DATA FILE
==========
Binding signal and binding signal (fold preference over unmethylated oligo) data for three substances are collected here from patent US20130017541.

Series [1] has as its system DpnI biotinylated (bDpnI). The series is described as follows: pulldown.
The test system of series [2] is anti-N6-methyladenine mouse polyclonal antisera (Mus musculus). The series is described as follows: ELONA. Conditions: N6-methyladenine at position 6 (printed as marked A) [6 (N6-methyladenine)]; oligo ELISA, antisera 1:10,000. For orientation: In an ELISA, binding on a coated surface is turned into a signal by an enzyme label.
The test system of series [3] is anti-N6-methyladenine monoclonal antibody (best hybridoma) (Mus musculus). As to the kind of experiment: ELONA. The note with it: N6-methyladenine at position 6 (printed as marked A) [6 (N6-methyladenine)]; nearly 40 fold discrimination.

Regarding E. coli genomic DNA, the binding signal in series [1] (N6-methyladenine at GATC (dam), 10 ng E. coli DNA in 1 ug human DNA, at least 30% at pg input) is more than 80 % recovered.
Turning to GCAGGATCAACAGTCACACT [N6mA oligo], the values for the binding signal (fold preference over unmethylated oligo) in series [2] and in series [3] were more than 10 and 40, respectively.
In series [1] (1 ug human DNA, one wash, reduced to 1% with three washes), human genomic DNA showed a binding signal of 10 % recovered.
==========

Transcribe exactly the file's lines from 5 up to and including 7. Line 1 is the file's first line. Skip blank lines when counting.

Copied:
Regarding E. coli genomic DNA, the binding signal in series [1] (N6-methyladenine at GATC (dam), 10 ng E. coli DNA in 1 ug human DNA, at least 30% at pg input) is more than 80 % recovered.
Turning to GCAGGATCAACAGTCACACT [N6mA oligo], the values for the binding signal (fold preference over unmethylated oligo) in series [2] and in series [3] were more than 10 and 40, respectively.
In series [1] (1 ug human DNA, one wash, reduced to 1% with three washes), human genomic DNA showed a binding signal of 10 % recovered.